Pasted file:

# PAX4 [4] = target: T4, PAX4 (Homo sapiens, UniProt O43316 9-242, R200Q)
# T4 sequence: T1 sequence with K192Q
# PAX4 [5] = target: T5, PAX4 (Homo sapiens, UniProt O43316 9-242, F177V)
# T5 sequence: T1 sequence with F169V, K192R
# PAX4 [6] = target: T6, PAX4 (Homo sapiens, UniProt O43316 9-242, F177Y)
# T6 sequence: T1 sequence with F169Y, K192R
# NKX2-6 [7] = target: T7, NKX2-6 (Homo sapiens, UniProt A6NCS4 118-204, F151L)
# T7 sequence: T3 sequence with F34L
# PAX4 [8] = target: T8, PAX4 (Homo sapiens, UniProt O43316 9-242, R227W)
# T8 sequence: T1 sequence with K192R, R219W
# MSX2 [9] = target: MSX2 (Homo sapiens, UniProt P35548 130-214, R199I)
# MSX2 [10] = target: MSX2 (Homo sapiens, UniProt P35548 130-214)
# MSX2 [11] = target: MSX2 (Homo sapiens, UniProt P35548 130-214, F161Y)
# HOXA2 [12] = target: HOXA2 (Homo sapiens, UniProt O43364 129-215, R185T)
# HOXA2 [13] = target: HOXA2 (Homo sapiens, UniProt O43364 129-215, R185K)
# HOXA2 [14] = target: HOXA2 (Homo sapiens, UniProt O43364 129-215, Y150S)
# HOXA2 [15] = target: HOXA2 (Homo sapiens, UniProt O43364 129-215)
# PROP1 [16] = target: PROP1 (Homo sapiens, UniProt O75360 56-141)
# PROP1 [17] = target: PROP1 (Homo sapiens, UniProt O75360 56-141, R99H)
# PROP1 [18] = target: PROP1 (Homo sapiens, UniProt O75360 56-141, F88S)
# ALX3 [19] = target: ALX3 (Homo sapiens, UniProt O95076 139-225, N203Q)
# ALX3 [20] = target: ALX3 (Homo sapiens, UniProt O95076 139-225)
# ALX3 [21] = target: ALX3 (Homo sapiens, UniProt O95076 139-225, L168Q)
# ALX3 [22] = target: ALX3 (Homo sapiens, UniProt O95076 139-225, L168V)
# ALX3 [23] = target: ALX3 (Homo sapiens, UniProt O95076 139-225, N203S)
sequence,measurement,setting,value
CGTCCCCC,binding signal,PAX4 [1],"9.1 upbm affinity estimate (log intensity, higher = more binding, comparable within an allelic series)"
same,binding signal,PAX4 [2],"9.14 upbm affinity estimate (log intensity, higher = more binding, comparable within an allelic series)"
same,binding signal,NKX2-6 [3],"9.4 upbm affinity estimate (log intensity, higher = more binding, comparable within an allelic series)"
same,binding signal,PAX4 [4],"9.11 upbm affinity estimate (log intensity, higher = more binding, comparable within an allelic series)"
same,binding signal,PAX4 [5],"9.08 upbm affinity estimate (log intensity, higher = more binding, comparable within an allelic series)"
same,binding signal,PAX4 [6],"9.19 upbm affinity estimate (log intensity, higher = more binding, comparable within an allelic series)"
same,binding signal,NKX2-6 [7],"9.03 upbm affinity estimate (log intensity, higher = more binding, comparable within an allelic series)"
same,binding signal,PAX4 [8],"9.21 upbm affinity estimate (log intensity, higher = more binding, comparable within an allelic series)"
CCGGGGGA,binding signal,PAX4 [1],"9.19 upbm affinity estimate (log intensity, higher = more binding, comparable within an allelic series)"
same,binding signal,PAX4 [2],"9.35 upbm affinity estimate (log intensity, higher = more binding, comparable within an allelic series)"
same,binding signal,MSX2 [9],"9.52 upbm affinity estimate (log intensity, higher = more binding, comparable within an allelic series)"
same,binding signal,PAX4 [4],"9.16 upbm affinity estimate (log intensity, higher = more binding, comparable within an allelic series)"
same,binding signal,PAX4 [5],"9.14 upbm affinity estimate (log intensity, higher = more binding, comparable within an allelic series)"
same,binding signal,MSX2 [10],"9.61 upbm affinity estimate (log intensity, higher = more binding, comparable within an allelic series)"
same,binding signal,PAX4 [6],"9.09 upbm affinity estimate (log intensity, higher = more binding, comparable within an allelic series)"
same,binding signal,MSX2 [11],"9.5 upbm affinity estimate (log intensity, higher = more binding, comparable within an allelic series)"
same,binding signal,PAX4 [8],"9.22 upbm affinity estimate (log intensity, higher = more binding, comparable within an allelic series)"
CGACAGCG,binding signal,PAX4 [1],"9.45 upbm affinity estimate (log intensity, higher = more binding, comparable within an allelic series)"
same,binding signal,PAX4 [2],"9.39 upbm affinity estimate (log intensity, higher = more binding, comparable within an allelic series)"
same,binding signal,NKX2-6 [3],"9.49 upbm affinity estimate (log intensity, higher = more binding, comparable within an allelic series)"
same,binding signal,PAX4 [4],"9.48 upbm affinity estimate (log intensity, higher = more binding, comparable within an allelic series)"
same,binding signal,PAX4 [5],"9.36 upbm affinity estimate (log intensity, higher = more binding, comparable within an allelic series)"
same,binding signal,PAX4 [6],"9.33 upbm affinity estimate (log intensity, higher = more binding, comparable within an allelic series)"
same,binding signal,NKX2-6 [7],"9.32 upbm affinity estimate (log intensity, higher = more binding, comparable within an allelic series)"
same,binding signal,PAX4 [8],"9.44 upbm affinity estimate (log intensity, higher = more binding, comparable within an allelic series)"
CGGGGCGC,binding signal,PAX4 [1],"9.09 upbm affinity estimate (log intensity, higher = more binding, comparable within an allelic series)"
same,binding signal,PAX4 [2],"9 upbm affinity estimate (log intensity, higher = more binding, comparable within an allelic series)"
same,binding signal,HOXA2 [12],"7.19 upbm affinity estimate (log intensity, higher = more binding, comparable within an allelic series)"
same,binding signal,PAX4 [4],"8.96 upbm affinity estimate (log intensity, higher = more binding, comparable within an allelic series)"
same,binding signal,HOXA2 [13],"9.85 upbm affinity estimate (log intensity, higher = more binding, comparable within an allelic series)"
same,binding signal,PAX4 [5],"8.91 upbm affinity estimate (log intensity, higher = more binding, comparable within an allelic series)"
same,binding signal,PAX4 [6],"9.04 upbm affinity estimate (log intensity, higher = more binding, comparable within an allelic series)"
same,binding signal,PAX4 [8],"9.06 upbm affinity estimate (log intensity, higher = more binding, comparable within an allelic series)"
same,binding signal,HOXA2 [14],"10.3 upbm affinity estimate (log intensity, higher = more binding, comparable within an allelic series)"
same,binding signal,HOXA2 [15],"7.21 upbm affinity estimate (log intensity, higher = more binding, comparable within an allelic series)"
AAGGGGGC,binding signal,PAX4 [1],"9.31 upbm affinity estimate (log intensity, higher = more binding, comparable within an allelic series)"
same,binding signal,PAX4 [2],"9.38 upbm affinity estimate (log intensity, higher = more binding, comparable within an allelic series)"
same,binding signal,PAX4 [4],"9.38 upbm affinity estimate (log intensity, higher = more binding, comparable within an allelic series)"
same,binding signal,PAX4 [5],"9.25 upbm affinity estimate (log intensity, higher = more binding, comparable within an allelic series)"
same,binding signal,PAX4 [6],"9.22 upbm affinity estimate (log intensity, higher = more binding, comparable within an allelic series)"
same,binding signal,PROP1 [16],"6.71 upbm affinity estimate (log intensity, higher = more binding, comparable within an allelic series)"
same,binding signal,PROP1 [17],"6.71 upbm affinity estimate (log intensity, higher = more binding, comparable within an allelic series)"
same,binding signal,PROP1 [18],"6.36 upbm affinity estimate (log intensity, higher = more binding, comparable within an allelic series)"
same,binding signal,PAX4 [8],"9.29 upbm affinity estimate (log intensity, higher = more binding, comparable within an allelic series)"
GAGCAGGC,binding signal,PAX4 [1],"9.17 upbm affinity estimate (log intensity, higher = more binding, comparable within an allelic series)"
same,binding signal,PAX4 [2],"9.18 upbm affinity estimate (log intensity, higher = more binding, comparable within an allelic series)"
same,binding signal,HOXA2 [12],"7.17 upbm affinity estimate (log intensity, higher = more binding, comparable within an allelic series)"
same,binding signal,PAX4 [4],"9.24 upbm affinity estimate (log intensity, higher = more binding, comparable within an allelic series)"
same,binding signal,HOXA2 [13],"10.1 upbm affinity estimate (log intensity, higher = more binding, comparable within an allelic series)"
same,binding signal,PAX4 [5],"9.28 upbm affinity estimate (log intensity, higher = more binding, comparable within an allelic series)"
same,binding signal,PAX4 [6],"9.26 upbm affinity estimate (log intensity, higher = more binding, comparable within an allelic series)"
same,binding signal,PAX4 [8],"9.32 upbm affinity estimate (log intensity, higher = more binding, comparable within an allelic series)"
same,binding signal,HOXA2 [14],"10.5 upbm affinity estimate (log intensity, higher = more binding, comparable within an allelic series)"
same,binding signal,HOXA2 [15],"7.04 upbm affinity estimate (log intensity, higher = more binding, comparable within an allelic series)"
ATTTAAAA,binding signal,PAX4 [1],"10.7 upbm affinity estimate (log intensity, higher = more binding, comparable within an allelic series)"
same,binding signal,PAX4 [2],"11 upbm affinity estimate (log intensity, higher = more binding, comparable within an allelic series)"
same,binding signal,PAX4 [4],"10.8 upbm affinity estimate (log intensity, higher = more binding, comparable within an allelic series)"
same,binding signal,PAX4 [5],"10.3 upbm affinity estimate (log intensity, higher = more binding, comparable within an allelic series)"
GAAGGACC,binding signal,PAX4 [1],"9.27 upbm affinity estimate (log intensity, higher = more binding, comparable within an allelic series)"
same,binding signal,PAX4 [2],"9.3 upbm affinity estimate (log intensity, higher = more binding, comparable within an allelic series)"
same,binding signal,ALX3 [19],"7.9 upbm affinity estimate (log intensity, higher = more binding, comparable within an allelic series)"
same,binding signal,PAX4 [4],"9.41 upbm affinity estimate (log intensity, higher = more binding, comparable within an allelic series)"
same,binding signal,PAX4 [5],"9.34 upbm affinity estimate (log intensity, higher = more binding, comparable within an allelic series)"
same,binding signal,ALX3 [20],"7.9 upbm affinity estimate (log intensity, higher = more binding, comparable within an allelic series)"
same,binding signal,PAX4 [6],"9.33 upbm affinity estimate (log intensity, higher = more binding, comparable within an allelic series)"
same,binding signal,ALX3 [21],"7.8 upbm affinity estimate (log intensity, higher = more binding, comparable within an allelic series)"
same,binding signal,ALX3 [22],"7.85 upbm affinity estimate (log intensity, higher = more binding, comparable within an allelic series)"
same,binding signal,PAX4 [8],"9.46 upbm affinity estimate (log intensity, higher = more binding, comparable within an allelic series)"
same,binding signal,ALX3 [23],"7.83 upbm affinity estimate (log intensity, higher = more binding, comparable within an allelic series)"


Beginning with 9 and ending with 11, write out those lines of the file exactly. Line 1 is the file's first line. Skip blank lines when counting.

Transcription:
# PAX4 [8] = target: T8, PAX4 (Homo sapiens, UniProt O43316 9-242, R227W)
# T8 sequence: T1 sequence with K192R, R219W
# MSX2 [9] = target: MSX2 (Homo sapiens, UniProt P35548 130-214, R199I)